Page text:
“Golf is played with a number of striking implements more intricate in shape than those used in any form of recreation except dentistry.” – E.V. Knox
By Ian Hardie
A while back I had to deal with an extremely difficult situation that I expect happens to a lot of people around the world every minute of every day
Well, ok I admit it’s probably not accurate – to call it an extremely difficult situation
Considering the amount of difficult things going on in the world that people are dealing with each day but anyone who has been in this situation will understand what I’m talking about
I was standing in an aisle of a supermarket trying to decide what sort of razor to get
Now before you think “whatever Ian – that’s easy enough to do isn’t it?”
Let me explain the reason I thought I’d write about it
Take a look at the image above and you will see that there are quite a few choices that I could have made that day but with my limited knowledge (and to be fair lack of interest in the subject) of shaving and it’s implements
I was faced with an array of great sounding choices while at the same time having very little understanding of just how these things could help me:
Did I need two, three, four or five blades?
Is the aloe vera lubricating strip really that useful?
What the heck does a battery powered one do?
Do I need to get replaceable cartridges or just a disposable razor?
That one with the cool looking handle looks good………………
Like most people in this situation after spending some time weighing up the pros and cons of each of the options – then relating them to the price – I eventually made my decision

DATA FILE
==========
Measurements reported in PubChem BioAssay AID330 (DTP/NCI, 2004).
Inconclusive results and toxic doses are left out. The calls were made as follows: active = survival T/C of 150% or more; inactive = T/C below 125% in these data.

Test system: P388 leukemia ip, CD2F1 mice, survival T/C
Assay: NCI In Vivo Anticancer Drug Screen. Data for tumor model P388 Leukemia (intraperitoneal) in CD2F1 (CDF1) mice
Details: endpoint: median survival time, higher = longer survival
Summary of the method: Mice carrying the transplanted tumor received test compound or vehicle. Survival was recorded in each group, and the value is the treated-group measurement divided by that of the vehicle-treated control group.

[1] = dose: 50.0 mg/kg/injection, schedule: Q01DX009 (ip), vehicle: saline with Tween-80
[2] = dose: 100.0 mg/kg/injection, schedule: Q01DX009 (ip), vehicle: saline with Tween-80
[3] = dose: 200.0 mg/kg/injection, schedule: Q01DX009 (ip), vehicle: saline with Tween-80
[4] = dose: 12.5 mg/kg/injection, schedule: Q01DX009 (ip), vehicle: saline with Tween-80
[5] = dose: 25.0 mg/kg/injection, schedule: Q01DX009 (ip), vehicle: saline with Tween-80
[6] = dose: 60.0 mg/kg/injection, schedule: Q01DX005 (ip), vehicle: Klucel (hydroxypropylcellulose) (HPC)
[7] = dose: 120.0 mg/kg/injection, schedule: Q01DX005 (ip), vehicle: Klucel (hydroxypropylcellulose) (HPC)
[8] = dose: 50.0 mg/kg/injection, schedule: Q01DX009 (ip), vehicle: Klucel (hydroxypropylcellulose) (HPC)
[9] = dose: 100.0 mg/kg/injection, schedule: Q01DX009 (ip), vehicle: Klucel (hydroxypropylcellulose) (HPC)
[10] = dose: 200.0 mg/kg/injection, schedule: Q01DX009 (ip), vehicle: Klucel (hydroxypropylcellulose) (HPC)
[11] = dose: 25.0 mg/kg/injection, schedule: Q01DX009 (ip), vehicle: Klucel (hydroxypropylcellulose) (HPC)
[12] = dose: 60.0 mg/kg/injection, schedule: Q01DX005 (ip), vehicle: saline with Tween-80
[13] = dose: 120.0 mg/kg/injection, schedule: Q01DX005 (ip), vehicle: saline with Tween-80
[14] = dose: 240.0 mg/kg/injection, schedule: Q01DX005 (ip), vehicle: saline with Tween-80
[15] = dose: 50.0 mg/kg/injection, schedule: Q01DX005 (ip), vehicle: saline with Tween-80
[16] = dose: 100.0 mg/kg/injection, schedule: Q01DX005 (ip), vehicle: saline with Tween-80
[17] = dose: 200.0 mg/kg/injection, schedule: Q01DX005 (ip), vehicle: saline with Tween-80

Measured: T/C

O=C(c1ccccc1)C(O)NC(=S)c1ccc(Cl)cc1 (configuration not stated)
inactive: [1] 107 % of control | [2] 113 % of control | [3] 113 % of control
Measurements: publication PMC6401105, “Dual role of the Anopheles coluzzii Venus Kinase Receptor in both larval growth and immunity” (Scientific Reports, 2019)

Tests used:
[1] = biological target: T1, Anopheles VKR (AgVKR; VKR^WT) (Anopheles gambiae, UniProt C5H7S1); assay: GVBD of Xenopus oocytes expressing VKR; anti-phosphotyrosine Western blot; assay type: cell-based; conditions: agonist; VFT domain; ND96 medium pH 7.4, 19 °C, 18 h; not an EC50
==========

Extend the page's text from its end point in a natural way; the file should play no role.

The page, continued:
Ten minutes later I found myself back in front of the same display
Still trying to come up with the optimal choice – after putting the first one I chose back
All the other groceries that I had chosen were staying in the trolley – as I knew exactly what I wanted and was getting with them – why was choosing a razor any different?
As you would expect I thought about what happened on the way home and decided that the simple reason that I – like most other people trying to choose a razor have a problem doing so
Is down to something I pointed out earlier in this article:
‘I was faced with an array of great sounding choices while at the same time having very little understanding of just how these things could help me’
I figure this is the exact same situation that golfers find themselves in when they make the decision to buy new golf clubs
There is a staggering array of choices backed up by some extremely good marketing that confronts the golfer as they begin their search for new golf clubs
Regardless of whether they are looking on the internet, at sports shop or a golf shop
Because golf for most golfers is generally a hobby, sport or simply their relaxation – they haven’t spent thousands of hours immersed in the study of golf clubs and how they can help golfers to play better golf
Which means the second they go to make a decision to buy – they are normally doing so with very little understanding of what could happen to their golf game as a result
Having spent over 30 years being involved with the golf industry in one form or another – I have noticed that there are a lot of myths and misconceptions out there when it comes to buying new golf clubs – so today I thought I’d get on with clearing them up for you
Here are my thoughts on the 7 things to avoid when buying new golf clubs:
Thing 1 – I need golf clubs that have ‘regular’ shafts (or whatever flex you use)
Actually, you can’t make that judgement before you start to buy new golf clubs
Yes, you might want to read that again as you probably don’t believe me!
Just because you have been using a certain shaft and brand of club that has ‘regular’, ‘stiff’ or whatever printed on it – you aren’t necessarily going to find that’s what will suit you best in your new clubs – for two reasons